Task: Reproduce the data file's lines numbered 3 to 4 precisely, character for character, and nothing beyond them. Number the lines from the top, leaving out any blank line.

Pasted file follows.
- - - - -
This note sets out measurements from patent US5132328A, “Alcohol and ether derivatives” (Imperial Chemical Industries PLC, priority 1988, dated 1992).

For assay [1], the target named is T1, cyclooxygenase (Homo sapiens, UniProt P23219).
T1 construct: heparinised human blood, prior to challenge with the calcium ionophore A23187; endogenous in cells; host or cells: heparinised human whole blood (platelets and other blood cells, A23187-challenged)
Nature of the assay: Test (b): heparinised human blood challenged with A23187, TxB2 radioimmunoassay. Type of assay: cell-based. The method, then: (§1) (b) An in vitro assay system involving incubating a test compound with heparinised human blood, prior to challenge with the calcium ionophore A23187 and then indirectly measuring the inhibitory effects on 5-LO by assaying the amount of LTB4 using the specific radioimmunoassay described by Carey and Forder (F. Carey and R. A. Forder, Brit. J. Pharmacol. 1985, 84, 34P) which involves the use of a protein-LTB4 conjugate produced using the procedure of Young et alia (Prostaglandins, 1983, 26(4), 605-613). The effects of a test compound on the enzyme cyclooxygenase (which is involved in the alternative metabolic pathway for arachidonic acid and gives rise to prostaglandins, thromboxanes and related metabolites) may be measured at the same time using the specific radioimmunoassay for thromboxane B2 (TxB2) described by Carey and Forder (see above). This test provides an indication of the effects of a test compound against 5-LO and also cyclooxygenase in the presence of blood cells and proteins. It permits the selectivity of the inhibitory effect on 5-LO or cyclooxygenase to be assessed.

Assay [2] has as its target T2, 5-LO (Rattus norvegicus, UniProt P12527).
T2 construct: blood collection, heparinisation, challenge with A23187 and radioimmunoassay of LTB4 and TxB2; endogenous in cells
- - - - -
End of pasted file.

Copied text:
T1 construct: heparinised human blood, prior to challenge with the calcium ionophore A23187; endogenous in cells; host or cells: heparinised human whole blood (platelets and other blood cells, A23187-challenged)
Nature of the assay: Test (b): heparinised human blood challenged with A23187, TxB2 radioimmunoassay. Type of assay: cell-based. The method, then: (§1) (b) An in vitro assay system involving incubating a test compound with heparinised human blood, prior to challenge with the calcium ionophore A23187 and then indirectly measuring the inhibitory effects on 5-LO by assaying the amount of LTB4 using the specific radioimmunoassay described by Carey and Forder (F. Carey and R. A. Forder, Brit. J. Pharmacol. 1985, 84, 34P) which involves the use of a protein-LTB4 conjugate produced using the procedure of Young et alia (Prostaglandins, 1983, 26(4), 605-613). The effects of a test compound on the enzyme cyclooxygenase (which is involved in the alternative metabolic pathway for arachidonic acid and gives rise to prostaglandins, thromboxanes and related metabolites) may be measured at the same time using the specific radioimmunoassay for thromboxane B2 (TxB2) described by Carey and Forder (see above). This test provides an indication of the effects of a test compound against 5-LO and also cyclooxygenase in the presence of blood cells and proteins. It permits the selectivity of the inhibitory effect on 5-LO or cyclooxygenase to be assessed.